Higher learning: black enrollment at highest level ever, but graduation rate still lags.

Author:Calypso, Anthony S.

AFRICAN AMERICANS ARE ENROLLING IN COLLEGE AT THE highest numbers in the nation's history. And many of those students are going on to graduate. According to figures released by the U.S. Department of Education, blacks were awarded 123,464 bachelor's degrees in 2004. The following year that number increased almost 4% to 127,844.

That's promising news given that blacks with degrees tend to fare better economically. A report by The Journal of Blacks in Higher Education states that blacks who complete a four-year college education have a median income that is now near parity with similarly educated whites.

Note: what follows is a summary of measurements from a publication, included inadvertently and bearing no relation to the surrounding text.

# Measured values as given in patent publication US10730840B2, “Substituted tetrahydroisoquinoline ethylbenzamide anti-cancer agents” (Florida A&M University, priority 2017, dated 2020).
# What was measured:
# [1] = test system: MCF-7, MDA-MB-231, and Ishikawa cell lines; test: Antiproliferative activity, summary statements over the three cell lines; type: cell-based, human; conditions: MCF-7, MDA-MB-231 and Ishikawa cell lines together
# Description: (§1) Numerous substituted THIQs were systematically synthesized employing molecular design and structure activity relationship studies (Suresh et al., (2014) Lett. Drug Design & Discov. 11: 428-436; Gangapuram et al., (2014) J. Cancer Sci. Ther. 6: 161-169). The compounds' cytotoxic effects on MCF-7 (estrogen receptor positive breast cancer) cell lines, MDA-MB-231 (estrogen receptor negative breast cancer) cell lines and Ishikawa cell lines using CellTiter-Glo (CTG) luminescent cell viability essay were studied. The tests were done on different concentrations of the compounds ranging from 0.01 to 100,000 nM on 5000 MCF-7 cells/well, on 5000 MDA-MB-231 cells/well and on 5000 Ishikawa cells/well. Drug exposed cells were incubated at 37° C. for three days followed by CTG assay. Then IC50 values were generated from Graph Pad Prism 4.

But despite the upswing in the number of African American graduates, Dr. Claude A. Mayberry Jr. cautions against accepting the latest figures as an indicator of any significant change. "The colleges may have had a couple of good years of financial aid or recruiting," says Mayberry, a board member of The National Council on Educating Black Children, Columbia University Teachers College, and Reading Is Fundamental. "The opportunity to go to college has increased, but when we say opportunity, we leave off an important term, which is access. Students can get into...

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